For the US, the group was a critical ally in the campaign to defeat Islamic State in Syria and remains an important force keeping the jihadists from rising up again.
Turkey, a US ally within NATO, views it as a terrorist threat.
The group is the People’s Protection Units, or YPG, a militia in Syria made up mostly of fighters representing the minority Kurdish community.
Disagreements over the YPG have repeatedly stressed relations between Turkey and the US and threaten to provoke Turkey’s veto of a proposed expansion of the North Atlantic Treaty Organization.
What is the YPG?
As the armed wing of the Kurdish Democratic Union Party of Syria, it seeks autonomy for Syria’s Kurds and has shown a willingness to work with any power capable of advancing that goal.
The party itself was formed in 2003 as an offshoot of the PKK, a group that seeks an autonomous region for Kurds inside Turkey.
The PKK has fought Turkish forces on and off since 1984 and is outlawed by Turkey and considered a terrorist organization by the US and the European Union.
Turkey views the YPG, whose ranks are thought to include tens of thousands of fighters, as a security threat due to its ties to the PKK.
What was the YPG’s role in the Syria war?
The YPG wasn’t part of the Free Syrian Army, the Western-backed coalition that was the main opponent of Syrian President Bashar al-Assad’s regime in the early years of the country’s civil war.
But YPG members formed the backbone of the Syrian Democratic Forces, created in 2015 under US auspices to fight Islamic State, the violent movement that at one time controlled a chunk of territory in Iraq and Syria as big as Iceland.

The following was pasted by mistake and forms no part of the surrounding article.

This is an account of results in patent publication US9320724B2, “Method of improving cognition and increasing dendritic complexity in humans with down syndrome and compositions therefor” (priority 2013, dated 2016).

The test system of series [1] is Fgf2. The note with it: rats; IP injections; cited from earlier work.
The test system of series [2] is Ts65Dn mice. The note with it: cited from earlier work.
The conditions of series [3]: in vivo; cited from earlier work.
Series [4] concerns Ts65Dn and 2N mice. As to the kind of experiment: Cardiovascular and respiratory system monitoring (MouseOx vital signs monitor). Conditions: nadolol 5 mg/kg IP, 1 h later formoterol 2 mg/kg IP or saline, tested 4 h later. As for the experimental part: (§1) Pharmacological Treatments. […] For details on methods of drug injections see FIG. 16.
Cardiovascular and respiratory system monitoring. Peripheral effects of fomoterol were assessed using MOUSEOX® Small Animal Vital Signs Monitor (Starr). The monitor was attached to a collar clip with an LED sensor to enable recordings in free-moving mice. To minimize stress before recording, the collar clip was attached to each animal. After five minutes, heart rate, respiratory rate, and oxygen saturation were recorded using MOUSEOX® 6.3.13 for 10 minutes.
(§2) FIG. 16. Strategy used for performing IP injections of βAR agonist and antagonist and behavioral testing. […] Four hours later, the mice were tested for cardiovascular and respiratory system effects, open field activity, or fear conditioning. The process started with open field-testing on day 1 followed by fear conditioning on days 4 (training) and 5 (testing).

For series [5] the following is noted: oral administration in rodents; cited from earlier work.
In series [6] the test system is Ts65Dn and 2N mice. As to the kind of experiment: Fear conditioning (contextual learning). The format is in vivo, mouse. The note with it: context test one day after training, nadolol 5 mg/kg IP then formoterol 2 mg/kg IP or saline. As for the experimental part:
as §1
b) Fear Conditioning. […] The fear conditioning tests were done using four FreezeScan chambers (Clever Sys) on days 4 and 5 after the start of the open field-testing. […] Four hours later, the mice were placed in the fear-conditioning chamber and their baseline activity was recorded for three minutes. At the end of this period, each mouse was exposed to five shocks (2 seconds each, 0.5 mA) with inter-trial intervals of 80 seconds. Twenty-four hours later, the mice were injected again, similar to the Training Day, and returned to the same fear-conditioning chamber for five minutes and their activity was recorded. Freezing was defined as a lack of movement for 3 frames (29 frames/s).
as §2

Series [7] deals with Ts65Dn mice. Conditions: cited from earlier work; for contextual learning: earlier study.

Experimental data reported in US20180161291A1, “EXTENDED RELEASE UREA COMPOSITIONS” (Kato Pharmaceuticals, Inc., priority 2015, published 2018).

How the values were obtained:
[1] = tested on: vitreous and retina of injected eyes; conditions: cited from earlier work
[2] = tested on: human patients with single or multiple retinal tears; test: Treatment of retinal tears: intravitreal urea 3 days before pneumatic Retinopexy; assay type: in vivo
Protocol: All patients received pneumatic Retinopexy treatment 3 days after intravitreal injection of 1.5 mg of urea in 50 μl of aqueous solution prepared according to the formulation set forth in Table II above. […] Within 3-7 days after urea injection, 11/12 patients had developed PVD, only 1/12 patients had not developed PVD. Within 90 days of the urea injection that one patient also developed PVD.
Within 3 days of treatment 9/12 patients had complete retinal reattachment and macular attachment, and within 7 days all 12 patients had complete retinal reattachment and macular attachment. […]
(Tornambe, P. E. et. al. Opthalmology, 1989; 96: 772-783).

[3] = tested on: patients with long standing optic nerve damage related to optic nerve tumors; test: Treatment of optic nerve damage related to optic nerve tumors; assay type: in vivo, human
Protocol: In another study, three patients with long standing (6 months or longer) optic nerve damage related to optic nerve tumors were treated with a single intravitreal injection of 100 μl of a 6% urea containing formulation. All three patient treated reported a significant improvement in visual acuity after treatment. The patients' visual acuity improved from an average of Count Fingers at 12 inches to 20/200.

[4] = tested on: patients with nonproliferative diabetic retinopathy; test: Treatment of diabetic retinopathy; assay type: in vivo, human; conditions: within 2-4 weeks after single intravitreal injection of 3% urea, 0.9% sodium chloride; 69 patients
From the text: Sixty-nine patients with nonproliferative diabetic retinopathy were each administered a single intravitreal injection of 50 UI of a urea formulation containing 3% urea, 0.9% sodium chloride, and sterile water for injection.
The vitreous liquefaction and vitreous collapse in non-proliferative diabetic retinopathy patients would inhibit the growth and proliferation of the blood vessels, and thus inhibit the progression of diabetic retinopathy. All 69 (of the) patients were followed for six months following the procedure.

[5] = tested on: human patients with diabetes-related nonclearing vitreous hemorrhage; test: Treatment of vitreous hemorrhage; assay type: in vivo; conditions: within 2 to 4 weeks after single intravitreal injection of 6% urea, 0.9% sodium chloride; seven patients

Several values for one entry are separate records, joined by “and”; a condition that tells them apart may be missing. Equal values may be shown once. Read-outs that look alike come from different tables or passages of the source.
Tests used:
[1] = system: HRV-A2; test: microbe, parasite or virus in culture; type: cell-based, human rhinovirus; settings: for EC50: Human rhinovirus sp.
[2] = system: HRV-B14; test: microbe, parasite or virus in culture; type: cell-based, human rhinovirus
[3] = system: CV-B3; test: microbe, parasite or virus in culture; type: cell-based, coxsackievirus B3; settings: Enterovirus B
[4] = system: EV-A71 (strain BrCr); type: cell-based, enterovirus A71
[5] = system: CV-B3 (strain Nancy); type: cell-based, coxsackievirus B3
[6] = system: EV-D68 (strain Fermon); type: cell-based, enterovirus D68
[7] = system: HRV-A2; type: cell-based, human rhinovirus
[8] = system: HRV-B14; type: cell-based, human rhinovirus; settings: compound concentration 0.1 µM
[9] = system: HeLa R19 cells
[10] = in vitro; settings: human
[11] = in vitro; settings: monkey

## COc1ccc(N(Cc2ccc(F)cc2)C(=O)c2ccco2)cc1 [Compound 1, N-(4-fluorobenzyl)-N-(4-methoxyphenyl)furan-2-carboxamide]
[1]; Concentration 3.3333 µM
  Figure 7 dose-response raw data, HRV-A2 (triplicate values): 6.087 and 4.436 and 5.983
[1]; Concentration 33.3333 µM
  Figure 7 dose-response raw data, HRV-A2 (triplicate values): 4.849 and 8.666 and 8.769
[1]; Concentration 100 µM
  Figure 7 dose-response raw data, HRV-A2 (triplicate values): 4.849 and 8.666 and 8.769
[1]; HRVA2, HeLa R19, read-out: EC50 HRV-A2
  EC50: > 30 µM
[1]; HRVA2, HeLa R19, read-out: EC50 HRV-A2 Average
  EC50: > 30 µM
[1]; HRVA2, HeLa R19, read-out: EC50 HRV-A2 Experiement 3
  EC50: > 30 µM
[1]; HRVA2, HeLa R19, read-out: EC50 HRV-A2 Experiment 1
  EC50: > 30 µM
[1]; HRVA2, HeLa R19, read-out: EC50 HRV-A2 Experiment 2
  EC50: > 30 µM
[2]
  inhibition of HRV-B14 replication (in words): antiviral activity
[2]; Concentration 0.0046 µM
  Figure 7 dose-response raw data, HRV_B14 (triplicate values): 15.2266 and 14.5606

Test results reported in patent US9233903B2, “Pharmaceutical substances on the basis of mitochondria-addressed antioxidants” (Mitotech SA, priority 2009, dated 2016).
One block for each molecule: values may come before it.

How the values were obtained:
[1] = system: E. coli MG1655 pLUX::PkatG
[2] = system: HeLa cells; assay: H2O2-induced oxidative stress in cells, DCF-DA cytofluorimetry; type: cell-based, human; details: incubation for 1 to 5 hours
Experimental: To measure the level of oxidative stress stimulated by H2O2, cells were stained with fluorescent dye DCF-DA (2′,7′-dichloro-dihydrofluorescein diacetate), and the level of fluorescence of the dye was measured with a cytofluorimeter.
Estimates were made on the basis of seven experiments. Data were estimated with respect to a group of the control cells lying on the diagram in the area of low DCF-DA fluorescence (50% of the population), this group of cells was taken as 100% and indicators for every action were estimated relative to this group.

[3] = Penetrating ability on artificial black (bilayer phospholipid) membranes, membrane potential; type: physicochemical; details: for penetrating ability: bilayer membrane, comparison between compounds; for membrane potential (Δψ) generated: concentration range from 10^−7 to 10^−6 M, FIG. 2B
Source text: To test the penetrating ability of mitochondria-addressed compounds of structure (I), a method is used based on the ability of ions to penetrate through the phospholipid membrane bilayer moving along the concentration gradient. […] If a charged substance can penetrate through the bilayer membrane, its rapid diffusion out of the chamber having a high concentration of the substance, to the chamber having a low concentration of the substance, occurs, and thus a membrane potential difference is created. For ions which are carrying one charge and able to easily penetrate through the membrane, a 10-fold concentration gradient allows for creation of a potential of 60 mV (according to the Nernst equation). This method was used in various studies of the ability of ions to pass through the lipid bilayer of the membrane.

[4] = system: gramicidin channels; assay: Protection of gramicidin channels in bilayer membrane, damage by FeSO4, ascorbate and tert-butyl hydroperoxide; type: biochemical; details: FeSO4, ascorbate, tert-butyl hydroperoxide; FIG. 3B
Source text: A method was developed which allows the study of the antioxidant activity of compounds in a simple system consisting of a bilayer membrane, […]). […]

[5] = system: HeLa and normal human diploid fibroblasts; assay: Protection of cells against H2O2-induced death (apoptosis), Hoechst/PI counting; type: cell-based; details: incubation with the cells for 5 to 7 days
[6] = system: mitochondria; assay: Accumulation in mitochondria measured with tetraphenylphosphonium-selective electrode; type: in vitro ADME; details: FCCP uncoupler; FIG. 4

In 2019, the final Islamic State stronghold fell.
Afterward, the Syrian Kurds and Arabs allied with them formed an autonomous zone in the northeast of the country that is aligned neither with Assad’s government nor with its opposition.
How did Turkey respond?
The Turkish government strongly objected to the US arming the Syrian Kurds.
In response to territorial gains by the YPG, Turkish forces have repeatedly made incursions into Syria to set them back.
In mid-November, Turkey carried out air strikes against the group in retaliation for a deadly bombing that targeted civilians in Istanbul.
Turkey’s interior ministry blamed the bombing on the PKK and its Syrian affiliate.
What do Syrian Kurds have to do with NATO’s expansion?
When Sweden and Finland moved toward applying to join NATO in response to Russia’s invasion of Ukraine, Turkish President Recep Tayyip Erdogan expressed reservations, throwing their candidacy in doubt since the alliance admits new members only by unanimous consent.
Turkey criticized Swedish officials for meeting with Kurdish politicians, citing an encounter between Foreign Minister Ann Linde and Elham Ahmad, who represents the political wing of the YPG.
Another focus of tension was the Syrian Democratic Council, the political arm of a group of Kurdish-dominated forces in northern Syria.
Turkey says the SDC is dominated by terrorists.
Sweden says it cooperates with the SDC, but not with the YPG.
Sweden and Finland, which got caught in the crossfire, have pledged to address Turkey’s concerns.
Who are the Kurds?
They are an Indo-European people, mostly Sunni Muslims, numbering about 30 million, whose homeland is divided among Turkey, Syria, Iraq and Iran.
Kurds have been persecuted in those countries in a variety of ways: stripped of their citizenship, excluded from some professions, barred from giving their children certain names and restricted in speaking their own language.
They’ve pushed for equal rights and autonomy over their affairs and periodically rebelled.
National authorities have responded at times severely, expelling Kurds from their villages in Syria and attacking them with chemical weapons in Iraq, where they now have an autonomous region in the north that is recognized by the Iraqi constitution.
--With assistance from Niclas Rolander and Ott Ummelas.
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